Photographs by Mark Morrisroe. Edited by Beatrix Ruf, Thomas Seelig.
Text by Stuart Comer, Elisabeth Lebovici,
Fionn Meade, Linda Yablonsky.
516 pp., 420 color illustrations, 8x10¼".
A luminous comet shooting across the late 70s
constellation of photographers and artists that
included Nan Goldin, David Armstrong, Jack
Pierson and Philip-Lorca diCorcia, Mark Morrisroe
produced an incredibly rich and various body of
work in the brief ten-plus years in which he was
active. He survived a fraught childhood and teen
years as a prostitute (he was once shot by a
client) to attend the School of the Museum of
Fine Arts in Boston, where he made friendships
with Goldin, Armstrong and others, performed in
drag under the name Sweet Raspberry, cofounded
the punk zine Dirt (“he sort of invented the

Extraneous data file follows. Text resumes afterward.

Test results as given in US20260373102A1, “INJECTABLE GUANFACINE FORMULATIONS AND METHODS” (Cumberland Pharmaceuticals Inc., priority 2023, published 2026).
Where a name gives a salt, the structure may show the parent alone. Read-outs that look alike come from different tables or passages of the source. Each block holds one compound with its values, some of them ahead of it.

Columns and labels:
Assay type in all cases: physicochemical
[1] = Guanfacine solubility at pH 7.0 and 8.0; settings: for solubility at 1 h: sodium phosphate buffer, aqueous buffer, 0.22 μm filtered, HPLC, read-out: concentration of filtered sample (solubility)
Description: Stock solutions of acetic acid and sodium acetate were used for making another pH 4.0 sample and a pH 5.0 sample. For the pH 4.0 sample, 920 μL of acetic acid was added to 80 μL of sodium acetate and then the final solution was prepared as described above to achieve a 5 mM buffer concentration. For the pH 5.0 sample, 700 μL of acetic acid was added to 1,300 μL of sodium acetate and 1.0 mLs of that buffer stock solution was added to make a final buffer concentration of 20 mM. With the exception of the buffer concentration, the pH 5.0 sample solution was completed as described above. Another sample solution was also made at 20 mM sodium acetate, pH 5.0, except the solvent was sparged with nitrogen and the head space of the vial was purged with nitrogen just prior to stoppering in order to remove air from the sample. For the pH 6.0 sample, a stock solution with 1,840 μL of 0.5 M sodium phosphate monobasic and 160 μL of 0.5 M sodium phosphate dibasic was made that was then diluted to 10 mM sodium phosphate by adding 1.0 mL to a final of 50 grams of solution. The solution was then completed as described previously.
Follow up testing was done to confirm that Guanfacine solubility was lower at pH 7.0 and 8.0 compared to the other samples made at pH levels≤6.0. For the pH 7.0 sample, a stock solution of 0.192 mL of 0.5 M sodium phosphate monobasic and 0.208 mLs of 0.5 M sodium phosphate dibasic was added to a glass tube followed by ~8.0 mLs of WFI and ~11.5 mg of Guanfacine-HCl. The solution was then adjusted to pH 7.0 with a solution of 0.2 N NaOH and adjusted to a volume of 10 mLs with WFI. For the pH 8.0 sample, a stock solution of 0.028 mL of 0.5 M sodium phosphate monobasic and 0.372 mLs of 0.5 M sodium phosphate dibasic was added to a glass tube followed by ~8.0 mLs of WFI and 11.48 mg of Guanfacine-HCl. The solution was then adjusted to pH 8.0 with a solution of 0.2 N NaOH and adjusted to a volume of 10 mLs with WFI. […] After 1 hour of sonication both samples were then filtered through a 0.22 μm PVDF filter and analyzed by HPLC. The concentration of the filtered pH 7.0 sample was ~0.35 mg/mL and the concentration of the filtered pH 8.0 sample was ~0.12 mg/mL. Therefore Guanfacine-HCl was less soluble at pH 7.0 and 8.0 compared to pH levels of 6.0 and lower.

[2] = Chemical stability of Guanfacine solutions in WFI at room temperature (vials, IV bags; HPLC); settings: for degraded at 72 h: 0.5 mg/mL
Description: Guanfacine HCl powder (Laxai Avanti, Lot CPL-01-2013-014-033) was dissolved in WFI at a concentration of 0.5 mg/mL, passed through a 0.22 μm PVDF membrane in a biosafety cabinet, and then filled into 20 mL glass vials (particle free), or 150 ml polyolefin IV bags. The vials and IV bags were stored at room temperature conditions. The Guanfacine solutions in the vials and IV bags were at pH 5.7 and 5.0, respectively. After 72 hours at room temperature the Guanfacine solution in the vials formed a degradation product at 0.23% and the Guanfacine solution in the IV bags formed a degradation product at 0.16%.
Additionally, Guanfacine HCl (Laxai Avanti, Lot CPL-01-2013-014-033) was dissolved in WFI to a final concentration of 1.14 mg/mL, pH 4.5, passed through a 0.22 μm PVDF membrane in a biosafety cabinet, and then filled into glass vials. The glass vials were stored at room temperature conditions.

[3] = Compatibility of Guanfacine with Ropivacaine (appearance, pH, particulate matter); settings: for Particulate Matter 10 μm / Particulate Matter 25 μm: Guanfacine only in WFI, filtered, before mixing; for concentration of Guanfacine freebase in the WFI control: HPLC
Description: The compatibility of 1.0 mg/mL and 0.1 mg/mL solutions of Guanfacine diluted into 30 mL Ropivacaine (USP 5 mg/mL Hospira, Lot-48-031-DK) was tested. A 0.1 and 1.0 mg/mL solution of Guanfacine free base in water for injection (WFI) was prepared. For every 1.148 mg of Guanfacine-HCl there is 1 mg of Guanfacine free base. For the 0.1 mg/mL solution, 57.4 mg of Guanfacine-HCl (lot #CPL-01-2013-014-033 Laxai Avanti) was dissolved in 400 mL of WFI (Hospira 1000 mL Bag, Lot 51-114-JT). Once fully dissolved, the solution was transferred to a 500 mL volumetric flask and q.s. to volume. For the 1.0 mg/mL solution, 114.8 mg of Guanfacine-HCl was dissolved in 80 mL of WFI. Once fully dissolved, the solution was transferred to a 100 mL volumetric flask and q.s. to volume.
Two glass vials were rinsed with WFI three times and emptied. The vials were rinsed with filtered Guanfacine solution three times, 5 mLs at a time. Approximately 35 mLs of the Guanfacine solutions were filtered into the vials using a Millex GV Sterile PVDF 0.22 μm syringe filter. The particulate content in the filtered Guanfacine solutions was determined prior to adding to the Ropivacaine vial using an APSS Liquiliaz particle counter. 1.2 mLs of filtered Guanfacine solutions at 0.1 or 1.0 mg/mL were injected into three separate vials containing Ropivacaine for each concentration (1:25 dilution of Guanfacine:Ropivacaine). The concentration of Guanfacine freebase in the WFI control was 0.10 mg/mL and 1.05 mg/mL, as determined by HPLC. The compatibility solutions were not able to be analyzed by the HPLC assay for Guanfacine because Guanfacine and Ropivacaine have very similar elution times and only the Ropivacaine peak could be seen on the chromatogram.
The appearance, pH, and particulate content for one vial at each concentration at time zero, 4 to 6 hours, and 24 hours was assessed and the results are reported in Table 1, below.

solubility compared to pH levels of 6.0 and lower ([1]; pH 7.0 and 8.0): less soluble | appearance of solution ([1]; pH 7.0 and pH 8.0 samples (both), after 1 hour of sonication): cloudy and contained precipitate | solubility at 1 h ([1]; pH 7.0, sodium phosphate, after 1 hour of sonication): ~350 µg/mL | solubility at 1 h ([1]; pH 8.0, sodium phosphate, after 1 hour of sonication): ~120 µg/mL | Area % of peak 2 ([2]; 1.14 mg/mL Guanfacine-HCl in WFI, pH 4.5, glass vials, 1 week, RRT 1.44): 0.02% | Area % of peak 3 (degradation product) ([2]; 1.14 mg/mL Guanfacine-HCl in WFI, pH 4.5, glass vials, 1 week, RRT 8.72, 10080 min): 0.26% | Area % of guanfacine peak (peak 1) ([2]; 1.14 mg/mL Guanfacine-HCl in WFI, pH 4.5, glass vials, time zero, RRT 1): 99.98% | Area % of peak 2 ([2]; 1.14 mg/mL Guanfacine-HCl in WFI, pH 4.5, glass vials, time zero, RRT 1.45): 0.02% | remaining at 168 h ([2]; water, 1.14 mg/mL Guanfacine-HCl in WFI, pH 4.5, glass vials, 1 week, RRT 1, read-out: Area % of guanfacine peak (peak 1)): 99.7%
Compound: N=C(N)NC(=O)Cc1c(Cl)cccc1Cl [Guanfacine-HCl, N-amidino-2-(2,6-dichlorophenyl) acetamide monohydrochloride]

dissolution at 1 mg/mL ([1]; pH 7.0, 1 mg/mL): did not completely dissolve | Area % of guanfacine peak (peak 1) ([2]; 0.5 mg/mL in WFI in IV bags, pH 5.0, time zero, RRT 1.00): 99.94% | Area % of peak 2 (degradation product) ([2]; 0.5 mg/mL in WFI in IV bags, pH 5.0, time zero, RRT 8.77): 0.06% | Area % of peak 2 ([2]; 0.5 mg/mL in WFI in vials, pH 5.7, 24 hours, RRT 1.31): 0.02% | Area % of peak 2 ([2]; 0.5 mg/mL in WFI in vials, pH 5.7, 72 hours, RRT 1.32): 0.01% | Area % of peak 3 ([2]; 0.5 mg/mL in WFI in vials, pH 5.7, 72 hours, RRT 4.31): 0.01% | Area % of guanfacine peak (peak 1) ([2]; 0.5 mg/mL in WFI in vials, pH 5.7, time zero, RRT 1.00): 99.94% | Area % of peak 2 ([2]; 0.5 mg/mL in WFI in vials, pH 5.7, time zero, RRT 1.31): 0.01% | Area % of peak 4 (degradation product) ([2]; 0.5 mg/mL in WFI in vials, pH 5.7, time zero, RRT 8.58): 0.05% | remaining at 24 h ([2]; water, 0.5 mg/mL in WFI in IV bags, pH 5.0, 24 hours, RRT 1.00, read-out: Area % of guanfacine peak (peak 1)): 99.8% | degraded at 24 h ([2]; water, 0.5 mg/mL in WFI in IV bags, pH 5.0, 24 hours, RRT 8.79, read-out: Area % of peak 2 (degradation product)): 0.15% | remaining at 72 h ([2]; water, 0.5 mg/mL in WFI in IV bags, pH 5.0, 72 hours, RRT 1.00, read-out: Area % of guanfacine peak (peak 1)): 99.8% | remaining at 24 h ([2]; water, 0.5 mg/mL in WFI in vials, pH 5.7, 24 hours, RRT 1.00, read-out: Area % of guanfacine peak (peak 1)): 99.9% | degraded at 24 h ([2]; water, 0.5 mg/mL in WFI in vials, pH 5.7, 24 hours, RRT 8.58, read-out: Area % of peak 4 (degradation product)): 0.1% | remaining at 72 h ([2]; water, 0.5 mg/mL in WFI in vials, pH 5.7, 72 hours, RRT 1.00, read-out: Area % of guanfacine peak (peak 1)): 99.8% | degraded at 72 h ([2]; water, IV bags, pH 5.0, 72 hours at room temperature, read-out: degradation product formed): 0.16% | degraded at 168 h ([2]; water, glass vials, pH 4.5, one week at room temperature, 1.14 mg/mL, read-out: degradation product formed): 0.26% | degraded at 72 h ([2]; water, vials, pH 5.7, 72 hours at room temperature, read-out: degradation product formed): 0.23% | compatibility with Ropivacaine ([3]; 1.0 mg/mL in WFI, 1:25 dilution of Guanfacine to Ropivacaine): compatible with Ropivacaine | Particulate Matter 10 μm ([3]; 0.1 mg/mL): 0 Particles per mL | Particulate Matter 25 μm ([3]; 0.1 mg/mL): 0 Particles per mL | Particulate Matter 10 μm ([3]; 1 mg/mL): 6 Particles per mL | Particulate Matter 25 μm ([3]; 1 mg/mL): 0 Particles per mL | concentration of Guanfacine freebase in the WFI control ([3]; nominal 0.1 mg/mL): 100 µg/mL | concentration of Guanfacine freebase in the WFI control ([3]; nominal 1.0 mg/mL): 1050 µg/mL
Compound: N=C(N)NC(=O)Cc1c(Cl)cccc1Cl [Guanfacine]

Boston punk scene,” Jack Pierson later recalled)
and eventually graduated from the school with
honors. Shortly after, Morrisroe moved to New
York, acquired a Polaroid camera and began photographing.
Most of his photographs are portraits—
of hustlers, lovers, friends and of himself—
or hand-painted photograms. Morrisroe is
also famed for his X-ray self-portraits, which show
the bullet lodged near his spine after his shooting.
All of his output carries this reckless, go-forbroke
character, and an edge of urgency and
necessity. After his death (from AIDS-related illnesses),
more than 2,000 Polaroids were found
among his possessions. This first comprehensive
monograph compiles photographs and ephemera
from the early punk years to Super-8 films, photograms
and the late self-portraits. More than
500 photographs are reproduced here, alongside
essays and an extensive biography.